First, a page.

High-performance halo models are fine for car-enthusiasts using their own money, but often prohibitive for more restricted fleet choice lists.
Car manufacturers are getting around the problem by offering a kind of half-way house – cars that come with some of the more purposeful looks of the high-performance variants with more palatable CO2 emissions and running costs.
Renault’s latest strategy is its new GT range of Meganes. It combines styling elements featured on Renaultsport versions, with some chassis tweaks for sharper responses compared to mainstream Meganes, but prices are easier on budgets.
We chose to sample the five-door Megane hatchback 2.0 dCi GT.
With 160bhp it’s knocking on the door of the Volkswagen Golf GTD’s 170bhp, but with 280lb-ft at 2000rpm, it has more pulling power than the Golf’s 258lb-ft.
Although its CO2 emissions of 155g/km are several tax bands higher than the Golf GTD’s 134g/km, it makes up some ground on the Volkswagen with a higher level of equipment and a lower asking price.
Add spec to the Golf to match the Renault and the monthly BIK tax bills are very close.
The GT comes with 18-inch alloy wheels, sports front seats and other Renaultsport-inspired enhancements.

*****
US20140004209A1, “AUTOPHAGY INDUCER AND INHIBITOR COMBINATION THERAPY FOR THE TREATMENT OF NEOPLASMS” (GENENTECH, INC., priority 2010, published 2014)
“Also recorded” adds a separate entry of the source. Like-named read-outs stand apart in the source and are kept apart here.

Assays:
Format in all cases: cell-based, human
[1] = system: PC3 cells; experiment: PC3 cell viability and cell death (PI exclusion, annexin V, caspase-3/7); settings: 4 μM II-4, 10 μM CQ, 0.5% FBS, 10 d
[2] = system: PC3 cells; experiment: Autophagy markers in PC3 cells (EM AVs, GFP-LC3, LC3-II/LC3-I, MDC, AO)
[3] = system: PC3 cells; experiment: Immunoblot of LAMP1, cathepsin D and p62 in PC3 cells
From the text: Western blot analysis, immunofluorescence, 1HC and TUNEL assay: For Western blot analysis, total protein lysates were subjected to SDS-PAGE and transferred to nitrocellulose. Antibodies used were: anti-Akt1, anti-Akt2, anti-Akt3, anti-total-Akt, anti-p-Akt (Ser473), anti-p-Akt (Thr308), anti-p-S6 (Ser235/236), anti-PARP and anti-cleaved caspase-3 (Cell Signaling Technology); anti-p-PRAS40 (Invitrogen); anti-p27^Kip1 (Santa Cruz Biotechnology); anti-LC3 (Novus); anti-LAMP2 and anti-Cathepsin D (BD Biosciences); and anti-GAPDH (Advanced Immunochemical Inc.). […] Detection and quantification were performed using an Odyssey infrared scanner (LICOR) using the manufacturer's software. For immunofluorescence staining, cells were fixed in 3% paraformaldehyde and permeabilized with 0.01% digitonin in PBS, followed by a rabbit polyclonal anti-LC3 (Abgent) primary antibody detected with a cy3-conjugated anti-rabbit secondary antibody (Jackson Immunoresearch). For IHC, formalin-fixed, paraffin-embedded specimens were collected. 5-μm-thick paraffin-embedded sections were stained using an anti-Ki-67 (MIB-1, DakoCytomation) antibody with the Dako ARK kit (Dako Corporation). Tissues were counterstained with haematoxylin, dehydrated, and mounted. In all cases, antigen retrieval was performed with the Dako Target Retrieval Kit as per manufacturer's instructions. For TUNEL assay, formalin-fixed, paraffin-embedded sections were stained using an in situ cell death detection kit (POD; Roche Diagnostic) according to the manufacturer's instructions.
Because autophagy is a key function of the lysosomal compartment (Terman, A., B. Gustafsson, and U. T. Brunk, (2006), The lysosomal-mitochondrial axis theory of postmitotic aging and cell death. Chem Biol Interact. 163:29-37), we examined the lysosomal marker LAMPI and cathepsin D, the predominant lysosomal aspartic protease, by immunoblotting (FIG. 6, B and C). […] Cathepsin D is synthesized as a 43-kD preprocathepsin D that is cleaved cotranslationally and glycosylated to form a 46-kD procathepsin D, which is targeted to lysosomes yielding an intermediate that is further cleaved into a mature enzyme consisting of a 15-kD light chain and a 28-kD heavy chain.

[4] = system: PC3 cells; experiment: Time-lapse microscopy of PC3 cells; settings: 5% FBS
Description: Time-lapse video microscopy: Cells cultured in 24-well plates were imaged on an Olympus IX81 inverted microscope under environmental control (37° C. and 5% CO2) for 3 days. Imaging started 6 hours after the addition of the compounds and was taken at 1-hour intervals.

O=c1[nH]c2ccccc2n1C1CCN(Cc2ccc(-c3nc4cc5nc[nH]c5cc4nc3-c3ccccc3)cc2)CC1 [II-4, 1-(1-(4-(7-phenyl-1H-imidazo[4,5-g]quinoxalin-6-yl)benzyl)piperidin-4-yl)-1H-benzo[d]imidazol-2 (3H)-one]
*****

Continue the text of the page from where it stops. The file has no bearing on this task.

But there are also changes under the skin, as the chassis is based on the Megane Coupé while springs are bespoke for the body type (GT is available in Coupé, hatchback, Sport Tourer and Coupé-Cabriolet versions), and other components and settings are taken from the Renaultsport 250.
Although the GT uses the same electric power steering as the other Megane models – much improved in feel from the previous generation Megane – it is calibrated differently to take account of the chassis changes.
Brakes are also upgraded.
Renault’s recent improvements in the quality of materials and build make the Megane a pleasant place to travel in and the GT dCi’s performance is satisfying.
The Megane GT does feel more special than the mainstream models and its seemingly endless torque and sharp handling provide an enjoyable drive.
The challenge for user-choosers would be whether they desire the image of a Golf GTD more.